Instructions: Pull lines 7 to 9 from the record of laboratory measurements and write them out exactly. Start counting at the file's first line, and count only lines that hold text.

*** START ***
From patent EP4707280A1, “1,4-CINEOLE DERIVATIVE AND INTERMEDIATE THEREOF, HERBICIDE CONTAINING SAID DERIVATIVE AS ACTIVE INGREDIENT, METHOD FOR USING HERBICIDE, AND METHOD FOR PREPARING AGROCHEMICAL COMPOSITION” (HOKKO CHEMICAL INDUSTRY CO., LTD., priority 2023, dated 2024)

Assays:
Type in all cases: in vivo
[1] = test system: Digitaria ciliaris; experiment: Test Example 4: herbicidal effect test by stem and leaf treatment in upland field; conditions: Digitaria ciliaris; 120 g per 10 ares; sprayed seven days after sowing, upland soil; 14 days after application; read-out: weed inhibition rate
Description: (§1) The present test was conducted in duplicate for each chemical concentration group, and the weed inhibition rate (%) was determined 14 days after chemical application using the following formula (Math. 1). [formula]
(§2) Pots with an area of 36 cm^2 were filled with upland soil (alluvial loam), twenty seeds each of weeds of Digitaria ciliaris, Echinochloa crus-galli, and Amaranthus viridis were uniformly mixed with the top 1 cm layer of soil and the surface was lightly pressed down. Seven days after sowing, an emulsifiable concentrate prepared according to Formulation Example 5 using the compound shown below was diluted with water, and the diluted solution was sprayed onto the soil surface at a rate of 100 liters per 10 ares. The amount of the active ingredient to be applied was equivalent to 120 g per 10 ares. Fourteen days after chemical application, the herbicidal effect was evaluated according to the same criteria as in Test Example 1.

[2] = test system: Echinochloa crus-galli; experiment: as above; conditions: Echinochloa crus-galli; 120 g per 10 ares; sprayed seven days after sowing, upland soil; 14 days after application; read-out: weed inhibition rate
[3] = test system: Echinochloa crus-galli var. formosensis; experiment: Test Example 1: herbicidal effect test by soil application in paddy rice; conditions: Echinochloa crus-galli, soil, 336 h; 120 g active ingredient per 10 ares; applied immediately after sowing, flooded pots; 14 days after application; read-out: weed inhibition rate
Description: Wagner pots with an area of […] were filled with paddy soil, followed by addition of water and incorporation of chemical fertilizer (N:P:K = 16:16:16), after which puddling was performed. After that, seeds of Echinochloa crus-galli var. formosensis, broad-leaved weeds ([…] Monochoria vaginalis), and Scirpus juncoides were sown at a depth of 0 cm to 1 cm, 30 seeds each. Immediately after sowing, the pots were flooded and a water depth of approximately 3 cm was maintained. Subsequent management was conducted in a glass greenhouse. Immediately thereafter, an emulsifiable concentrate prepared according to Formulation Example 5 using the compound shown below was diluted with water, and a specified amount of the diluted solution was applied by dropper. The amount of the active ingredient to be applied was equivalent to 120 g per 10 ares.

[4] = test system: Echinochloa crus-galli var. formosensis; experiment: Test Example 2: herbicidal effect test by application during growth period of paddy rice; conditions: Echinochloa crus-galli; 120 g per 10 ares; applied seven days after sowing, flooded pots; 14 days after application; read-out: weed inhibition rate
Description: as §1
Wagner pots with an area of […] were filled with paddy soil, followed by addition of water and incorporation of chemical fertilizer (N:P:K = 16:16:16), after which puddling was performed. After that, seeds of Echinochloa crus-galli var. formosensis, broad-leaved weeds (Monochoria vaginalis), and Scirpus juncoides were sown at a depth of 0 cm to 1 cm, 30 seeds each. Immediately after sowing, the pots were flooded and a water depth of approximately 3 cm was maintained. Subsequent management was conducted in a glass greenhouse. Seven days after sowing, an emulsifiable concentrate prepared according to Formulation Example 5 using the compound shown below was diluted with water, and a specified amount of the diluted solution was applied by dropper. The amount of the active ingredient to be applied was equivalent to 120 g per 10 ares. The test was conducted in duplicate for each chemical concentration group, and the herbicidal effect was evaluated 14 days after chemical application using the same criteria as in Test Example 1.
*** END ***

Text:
[2] = test system: Echinochloa crus-galli; experiment: as above; conditions: Echinochloa crus-galli; 120 g per 10 ares; sprayed seven days after sowing, upland soil; 14 days after application; read-out: weed inhibition rate
[3] = test system: Echinochloa crus-galli var. formosensis; experiment: Test Example 1: herbicidal effect test by soil application in paddy rice; conditions: Echinochloa crus-galli, soil, 336 h; 120 g active ingredient per 10 ares; applied immediately after sowing, flooded pots; 14 days after application; read-out: weed inhibition rate
Description: Wagner pots with an area of […] were filled with paddy soil, followed by addition of water and incorporation of chemical fertilizer (N:P:K = 16:16:16), after which puddling was performed. After that, seeds of Echinochloa crus-galli var. formosensis, broad-leaved weeds ([…] Monochoria vaginalis), and Scirpus juncoides were sown at a depth of 0 cm to 1 cm, 30 seeds each. Immediately after sowing, the pots were flooded and a water depth of approximately 3 cm was maintained. Subsequent management was conducted in a glass greenhouse. Immediately thereafter, an emulsifiable concentrate prepared according to Formulation Example 5 using the compound shown below was diluted with water, and a specified amount of the diluted solution was applied by dropper. The amount of the active ingredient to be applied was equivalent to 120 g per 10 ares.